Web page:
Guatemala to Antigua, Easter procession
8. April (Sunday): I was really glad we were to be moving on and out of this room today!
We have a bit of a fuss in the breakfast room, since the receptionist had told us last night that breakfast was included in the room price, but the waitress now says it is not. So I just have a coffee and leave it at that. We grab our backpacks and hike to the bus stop.
Luckily one arrives quickly and it takes us straight to the airport.
Finding the stop of the shuttle-bus is not too difficult, but there's no bus to be seen. Taxi drivers pestered us all the time and said they would take us by taxi to Antigua for the same price but Annewien was concerned that they might be robbers and might steal our stuff during the trip.
We waited and waited, but no bus, so we decided to give the taxi a try. It would cost 20$ to Antigua for both of us.
The driver drives briskly and it's a pleasant, comfortable drive to our hotel in Antigua. I give him a small tip at the end and he is very grateful. Our room in Antigua is very pleasant and located in an friendly, airy hotel. Although
We head into town to find a place for lunch (we have a chicken tandoori between us) and go on to the tourist office. They give us a bit of information and here we experience a tourist who's just come in and helplessly explaining how his wallet containing cash and credit card has just been stolen from his room.
We will definitely need to be careful here.
They tell us that Easter processions will pass through Antigua throughout the day and they show us the route they will be taking. We decide to wait for one of them.
The roads are already covered with beautifully colourful ornamental designs consisting mostly of flower petals. There are quite a few people lining the street but I had expected many more. We could still stand in the first row.
Eventually a procession started moving in our direction. In the distance we could first see the smoke of frankincense and then the procession proper, with many men all wearing purple robes (the colour of mourning). They were all very sombre, being led by a brass band and a low drum playing very slow, dragging music (around 50 bpm).
After the male procession came the female procession and as soon as they had passed, the flower petals were being cleaned from the road by personnel with brooms and children grabbing whatever petals they could before they were cleaned away.
We walked onwards to an old monastery, and when I had to pay the entrance fee I noticed that almost all the paper money in my trouser pocket was gone!
I suspected that I had been robbed. Someone had extracted the cash while I busy watching the procession. The loss was not great, maybe about 30$ but I was quite irritated with myself.
Later on in our journey I noticed that the pockets of my trousers lost stuff easily and the blame rested squarely on me for losing that money. I must have dropped it while I was kneeling and filming the procession.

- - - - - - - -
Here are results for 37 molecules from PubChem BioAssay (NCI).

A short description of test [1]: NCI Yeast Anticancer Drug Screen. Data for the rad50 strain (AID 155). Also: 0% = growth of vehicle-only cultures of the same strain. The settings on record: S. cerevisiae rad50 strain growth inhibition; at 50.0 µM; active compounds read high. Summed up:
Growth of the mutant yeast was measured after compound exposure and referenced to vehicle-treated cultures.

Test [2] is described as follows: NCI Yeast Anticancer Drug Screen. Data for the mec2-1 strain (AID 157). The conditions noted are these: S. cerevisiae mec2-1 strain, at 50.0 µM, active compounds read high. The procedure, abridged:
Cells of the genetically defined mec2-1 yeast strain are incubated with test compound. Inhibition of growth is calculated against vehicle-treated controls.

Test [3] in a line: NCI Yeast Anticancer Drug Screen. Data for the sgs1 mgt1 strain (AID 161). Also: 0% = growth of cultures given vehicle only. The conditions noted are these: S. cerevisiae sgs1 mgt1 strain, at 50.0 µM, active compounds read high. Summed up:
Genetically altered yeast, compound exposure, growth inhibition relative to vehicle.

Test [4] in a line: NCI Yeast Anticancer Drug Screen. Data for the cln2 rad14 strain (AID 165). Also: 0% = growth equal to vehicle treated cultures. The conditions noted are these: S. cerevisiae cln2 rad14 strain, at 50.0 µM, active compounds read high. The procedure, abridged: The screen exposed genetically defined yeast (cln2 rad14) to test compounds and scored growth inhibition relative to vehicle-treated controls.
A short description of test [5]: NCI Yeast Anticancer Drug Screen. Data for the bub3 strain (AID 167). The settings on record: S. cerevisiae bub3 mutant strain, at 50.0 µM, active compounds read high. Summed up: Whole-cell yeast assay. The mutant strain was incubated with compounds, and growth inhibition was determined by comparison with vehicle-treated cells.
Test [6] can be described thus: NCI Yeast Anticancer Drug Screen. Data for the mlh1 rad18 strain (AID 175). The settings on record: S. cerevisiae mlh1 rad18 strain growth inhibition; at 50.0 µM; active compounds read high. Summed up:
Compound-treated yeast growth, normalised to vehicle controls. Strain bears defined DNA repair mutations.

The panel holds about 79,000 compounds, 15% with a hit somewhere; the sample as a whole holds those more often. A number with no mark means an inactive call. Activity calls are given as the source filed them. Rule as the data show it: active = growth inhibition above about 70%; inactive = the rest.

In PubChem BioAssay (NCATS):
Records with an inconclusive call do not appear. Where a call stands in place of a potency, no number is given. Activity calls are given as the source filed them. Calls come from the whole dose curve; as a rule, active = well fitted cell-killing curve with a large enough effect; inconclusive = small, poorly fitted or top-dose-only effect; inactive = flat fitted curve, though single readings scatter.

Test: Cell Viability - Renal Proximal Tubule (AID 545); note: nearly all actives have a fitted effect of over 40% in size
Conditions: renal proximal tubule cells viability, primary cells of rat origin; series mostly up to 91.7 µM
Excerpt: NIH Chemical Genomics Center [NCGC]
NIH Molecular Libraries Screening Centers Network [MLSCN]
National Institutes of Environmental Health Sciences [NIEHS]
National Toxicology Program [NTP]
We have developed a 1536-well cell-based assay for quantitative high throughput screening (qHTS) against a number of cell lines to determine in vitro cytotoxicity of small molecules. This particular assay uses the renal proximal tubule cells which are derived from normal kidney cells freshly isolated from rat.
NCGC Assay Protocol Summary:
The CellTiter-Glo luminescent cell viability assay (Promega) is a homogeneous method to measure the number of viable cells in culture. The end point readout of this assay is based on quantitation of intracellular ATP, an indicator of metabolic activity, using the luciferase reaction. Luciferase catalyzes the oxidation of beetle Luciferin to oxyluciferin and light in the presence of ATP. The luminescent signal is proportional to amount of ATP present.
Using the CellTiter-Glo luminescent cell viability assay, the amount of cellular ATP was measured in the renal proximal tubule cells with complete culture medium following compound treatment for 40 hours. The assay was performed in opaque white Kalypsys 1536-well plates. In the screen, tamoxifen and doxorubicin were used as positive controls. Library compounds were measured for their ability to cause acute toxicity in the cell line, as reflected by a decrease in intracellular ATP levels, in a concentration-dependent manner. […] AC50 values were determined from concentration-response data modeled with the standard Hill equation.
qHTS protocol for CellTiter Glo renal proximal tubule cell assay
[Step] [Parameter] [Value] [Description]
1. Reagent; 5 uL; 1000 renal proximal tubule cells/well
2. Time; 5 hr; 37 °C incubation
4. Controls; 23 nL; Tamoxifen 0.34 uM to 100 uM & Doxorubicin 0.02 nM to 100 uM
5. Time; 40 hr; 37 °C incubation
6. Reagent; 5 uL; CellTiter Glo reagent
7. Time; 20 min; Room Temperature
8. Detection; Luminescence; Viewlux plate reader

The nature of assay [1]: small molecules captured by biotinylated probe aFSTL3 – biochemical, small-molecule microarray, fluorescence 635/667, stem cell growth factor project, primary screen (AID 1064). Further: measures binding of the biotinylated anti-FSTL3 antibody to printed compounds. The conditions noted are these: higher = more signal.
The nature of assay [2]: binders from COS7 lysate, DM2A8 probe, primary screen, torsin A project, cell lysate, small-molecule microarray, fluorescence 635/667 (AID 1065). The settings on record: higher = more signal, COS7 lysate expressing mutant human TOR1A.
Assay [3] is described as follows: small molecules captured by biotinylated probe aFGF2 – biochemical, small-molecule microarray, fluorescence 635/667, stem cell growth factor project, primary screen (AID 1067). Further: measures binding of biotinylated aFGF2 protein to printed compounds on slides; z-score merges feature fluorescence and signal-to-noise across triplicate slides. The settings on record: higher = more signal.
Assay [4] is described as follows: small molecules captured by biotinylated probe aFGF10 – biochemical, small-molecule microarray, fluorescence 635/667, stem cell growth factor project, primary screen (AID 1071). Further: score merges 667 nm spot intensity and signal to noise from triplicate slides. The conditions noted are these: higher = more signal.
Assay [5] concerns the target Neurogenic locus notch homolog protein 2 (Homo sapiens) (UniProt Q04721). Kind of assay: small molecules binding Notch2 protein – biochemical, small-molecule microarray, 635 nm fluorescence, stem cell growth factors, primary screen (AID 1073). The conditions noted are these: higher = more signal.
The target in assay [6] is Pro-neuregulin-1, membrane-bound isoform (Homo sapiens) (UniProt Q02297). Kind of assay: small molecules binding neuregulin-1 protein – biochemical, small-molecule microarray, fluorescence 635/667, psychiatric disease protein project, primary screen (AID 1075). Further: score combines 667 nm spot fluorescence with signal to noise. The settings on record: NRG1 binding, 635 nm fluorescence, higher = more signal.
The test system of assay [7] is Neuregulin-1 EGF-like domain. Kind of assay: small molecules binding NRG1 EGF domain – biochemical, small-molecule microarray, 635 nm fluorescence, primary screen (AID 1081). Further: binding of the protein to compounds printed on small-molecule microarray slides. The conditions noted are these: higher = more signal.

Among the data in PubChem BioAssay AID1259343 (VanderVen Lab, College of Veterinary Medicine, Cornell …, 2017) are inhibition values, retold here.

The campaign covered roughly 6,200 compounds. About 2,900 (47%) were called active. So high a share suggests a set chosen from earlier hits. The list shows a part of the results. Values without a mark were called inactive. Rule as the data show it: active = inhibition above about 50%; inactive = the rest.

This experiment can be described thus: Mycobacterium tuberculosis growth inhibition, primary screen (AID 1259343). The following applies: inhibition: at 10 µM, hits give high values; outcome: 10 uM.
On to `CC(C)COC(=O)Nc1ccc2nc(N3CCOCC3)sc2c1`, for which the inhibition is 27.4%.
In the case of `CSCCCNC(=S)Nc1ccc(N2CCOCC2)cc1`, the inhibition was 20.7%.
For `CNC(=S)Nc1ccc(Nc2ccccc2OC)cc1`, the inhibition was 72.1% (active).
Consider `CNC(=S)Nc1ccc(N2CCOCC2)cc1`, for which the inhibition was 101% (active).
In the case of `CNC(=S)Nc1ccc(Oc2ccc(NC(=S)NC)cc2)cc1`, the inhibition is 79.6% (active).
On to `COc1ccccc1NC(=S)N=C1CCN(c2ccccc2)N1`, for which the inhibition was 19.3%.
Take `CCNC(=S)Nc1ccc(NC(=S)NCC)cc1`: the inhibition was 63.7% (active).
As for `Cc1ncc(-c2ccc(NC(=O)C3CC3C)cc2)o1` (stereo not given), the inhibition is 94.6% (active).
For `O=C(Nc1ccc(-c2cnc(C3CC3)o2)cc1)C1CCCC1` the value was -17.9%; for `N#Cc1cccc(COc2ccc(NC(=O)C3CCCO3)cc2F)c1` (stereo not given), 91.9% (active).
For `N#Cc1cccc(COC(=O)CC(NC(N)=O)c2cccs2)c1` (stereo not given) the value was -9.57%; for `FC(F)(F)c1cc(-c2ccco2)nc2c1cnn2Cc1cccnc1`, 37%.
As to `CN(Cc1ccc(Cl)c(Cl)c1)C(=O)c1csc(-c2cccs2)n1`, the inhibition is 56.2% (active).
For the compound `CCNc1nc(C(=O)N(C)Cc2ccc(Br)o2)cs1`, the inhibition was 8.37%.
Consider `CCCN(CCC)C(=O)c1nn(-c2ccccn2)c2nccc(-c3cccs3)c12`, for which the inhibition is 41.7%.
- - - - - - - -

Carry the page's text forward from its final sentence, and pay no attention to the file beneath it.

The monastery had a number of stone/brick walls but was not too spectacular to see.
We continued on to a old cathedral, which had been destroyed by a powerful earthquake. It was quite impressive, since the cathedral is indeed large and huge pieces of the structure were lying about, crumbling and broken. The ruins are extensive and you can walk and explore them for quite some time.
The walk back to the town was short and we wander about a bit. Antigua is quite pleasant since it at about 1530m above sea level. We check out a souvenir market which had nice Maya artefacts, walk under the famous arch "Arco de Santa Catarina" between two buildings, through which you can see Volcan Agua (the one whose snow cap melted during a major eruption and caused a lethal flood over Antigua).
For dinner, we have a large Pizza and a large beer (one litre "Gallo" beer, common and famous in Guatemala) to accompany it in a restaurant recommended by LP called Pizzeria Catari. It is the first good pizza we've had since we are on our trip.
It's getting dark and we would still like to change some money. We walk in the direction of the Marriott hotel, but we can't find it and it's gets dark and somewhat lonely at the outskirts of Antigua so we drop the idea for fear of armed robbers.
We find an internet cafñ instead run by some European kids. There have loud grunge music blaring, and the behaviour and talk of all the western kids there is quite as at home, they seem to have succeeded in keeping their culture alive in this small world of their own. I wonder why they are here in Guatemala, the country of the Mayans, since they might as well be back home in London, Amsterdam or New York...?
We return back to the hotel on foot and have a good nights' sleep.